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EU's foreign affairs chief says Europe must not tire in battle against Russia

The EU’s representative for Foreign Affairs said that standing up to Putin was a “test of our resilience”.

EUROPEANS MUST NOT tire in their effort to defeat Russia’s invasion of Ukraine, EU foreign policy chief Josep Borrell said today, warning Vladimir Putin would seek to exploit “democratic fatigue”.

Speaking after talks with EU foreign ministers, the High Representative of the Union for Foreign Affairs and Security Policy said Putin “believes democracies are weak” and urged Europe to stand by its decisions to arm Ukraine and impose sanctions on Moscow.

“I’m sure Putin is counting on democratic fatigue,” he said, responding to a question about fears that EU leaders resent the domestic economic cost of the sanctions and Russian disruption to energy supplies.

“EU member state governments have to continue standing behind the decisions they have taken. They took the decisions on restrictive measures on the Russian economy and they have to stick to it.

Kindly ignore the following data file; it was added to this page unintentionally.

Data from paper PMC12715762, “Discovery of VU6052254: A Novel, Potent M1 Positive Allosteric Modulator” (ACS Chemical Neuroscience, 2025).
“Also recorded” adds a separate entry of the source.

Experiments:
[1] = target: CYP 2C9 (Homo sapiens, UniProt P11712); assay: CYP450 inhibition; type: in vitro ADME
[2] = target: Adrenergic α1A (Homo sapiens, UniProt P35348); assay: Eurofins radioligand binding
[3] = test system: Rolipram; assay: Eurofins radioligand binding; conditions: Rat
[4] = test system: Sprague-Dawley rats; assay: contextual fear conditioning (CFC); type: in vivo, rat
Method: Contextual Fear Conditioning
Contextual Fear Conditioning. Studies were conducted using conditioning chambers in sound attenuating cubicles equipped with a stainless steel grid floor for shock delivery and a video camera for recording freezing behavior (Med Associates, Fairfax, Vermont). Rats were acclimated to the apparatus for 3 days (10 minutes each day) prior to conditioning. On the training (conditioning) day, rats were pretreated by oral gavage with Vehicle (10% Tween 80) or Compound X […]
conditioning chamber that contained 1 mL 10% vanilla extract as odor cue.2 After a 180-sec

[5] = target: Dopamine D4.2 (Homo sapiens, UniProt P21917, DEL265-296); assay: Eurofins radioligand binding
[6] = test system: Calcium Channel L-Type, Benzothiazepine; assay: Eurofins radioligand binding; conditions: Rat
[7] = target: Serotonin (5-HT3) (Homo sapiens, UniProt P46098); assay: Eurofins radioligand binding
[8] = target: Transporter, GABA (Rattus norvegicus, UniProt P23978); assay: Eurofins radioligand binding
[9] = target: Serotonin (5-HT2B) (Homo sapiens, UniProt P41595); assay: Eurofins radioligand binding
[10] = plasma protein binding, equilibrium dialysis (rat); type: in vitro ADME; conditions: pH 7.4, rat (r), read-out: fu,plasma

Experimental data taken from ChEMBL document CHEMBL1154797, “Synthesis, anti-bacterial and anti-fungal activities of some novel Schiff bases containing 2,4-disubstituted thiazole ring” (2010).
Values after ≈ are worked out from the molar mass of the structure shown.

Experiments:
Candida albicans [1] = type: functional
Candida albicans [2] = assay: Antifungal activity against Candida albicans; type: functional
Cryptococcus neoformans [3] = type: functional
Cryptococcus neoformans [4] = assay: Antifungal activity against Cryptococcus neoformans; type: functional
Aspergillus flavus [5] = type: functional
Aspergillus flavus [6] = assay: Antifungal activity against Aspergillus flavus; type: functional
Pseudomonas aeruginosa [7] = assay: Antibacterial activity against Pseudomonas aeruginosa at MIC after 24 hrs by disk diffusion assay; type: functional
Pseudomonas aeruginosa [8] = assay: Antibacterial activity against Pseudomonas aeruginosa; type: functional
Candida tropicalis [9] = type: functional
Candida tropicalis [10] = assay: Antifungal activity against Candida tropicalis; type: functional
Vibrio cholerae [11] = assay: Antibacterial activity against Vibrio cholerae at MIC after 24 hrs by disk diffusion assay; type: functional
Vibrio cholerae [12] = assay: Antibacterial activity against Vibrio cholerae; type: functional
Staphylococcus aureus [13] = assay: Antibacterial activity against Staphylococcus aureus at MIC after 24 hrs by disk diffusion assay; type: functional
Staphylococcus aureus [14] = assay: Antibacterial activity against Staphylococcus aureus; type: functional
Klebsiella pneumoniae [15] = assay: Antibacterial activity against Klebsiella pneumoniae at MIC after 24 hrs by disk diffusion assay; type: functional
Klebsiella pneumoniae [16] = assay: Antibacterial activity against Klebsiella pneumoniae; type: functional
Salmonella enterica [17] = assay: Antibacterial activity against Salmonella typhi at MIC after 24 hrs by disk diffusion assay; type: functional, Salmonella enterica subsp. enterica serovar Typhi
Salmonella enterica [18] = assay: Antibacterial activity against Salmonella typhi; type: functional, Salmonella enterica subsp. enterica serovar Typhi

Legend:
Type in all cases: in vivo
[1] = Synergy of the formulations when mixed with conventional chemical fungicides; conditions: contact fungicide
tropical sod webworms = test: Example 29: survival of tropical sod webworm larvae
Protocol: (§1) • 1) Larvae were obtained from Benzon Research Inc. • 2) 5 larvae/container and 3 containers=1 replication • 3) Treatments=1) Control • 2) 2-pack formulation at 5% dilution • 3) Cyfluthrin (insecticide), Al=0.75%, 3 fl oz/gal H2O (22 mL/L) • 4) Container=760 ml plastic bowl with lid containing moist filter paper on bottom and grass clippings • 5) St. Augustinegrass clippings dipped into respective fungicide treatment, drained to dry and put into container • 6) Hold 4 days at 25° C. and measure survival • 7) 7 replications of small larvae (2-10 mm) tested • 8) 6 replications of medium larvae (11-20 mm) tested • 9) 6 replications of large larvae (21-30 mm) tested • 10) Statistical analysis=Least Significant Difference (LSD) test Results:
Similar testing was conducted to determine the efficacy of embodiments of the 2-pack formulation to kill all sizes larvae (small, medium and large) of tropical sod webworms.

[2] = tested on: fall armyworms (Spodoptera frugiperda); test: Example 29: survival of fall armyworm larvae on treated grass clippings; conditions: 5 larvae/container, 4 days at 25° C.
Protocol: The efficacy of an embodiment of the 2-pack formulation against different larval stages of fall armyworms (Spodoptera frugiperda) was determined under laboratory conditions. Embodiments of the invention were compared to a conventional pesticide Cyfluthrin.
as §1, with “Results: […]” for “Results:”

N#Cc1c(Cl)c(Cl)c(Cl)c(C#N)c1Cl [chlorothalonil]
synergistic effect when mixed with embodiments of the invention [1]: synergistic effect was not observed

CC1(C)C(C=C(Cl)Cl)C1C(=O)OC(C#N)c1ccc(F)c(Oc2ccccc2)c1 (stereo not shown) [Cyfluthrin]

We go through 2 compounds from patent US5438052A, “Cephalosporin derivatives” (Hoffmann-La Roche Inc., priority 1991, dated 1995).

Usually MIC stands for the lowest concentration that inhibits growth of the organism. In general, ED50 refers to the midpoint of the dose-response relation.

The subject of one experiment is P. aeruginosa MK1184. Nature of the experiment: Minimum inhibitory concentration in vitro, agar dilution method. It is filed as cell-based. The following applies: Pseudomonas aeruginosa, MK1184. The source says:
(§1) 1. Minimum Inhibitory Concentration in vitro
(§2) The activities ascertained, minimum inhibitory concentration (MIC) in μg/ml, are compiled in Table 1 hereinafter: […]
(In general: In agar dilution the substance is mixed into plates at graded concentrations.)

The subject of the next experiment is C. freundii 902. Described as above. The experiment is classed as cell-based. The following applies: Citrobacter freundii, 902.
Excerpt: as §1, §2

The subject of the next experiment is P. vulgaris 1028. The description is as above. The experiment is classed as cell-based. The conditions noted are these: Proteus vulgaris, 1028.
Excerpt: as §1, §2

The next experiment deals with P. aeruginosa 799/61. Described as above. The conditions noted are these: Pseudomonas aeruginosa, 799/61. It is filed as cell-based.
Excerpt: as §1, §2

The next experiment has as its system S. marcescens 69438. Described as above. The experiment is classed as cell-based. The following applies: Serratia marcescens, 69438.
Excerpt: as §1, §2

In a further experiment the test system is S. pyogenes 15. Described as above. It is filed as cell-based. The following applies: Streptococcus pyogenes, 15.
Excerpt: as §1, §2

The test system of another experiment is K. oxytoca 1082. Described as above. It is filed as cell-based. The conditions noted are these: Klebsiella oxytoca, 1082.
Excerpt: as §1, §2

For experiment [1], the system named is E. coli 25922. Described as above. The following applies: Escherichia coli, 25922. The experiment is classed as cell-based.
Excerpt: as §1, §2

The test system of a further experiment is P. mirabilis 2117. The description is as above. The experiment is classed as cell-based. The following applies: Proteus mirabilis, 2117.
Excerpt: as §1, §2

“For us this is a test of our resilience at the level of our societies. We have to be tough enough to hold on. We have no choice – and neither do the Ukrainians.”

Since February, when Russia invaded its already partially-occupied neighbour Ukraine, the EU has deployed an escalating series of sanctions packages against Moscow.

An oil import ban was decided in June and diplomats are now discussing a gold embargo, but many European countries remain dependent on Russian gas for their energy supplies.

Moscow, meanwhile, has exploited the dependence of some EU members on Russian supplies by delaying and disrupting gas shipments, contributing to damagingly high energy costs.

Germany has been the hardest hit by the war’s impact relying on Russia for 55% of its natural gas imports in 2021, according to Fortune.

Germany has since been able to reduce that number to 35% but earlier this month residents of the state of Saxony were told by their housing association that they could only take hot showers between 4 a.m. and 8 a.m., 11 a.m. and 1 p.m., and 5 p.m. and 9 p.m the Financial Times reported.

Borrell and most western leaders insist the sanctions have damaged Russia’s economy and will only get tighter if Putin fails to withdraw his forces from Ukraine.

But last week, Hungarian premier Viktor Orban – the closest EU leader to the Kremlin – slammed the measures, arguing that Europe had “shot itself in the lungs” by hurting energy supplies.

With additional reporting by Jamie Mc Carron

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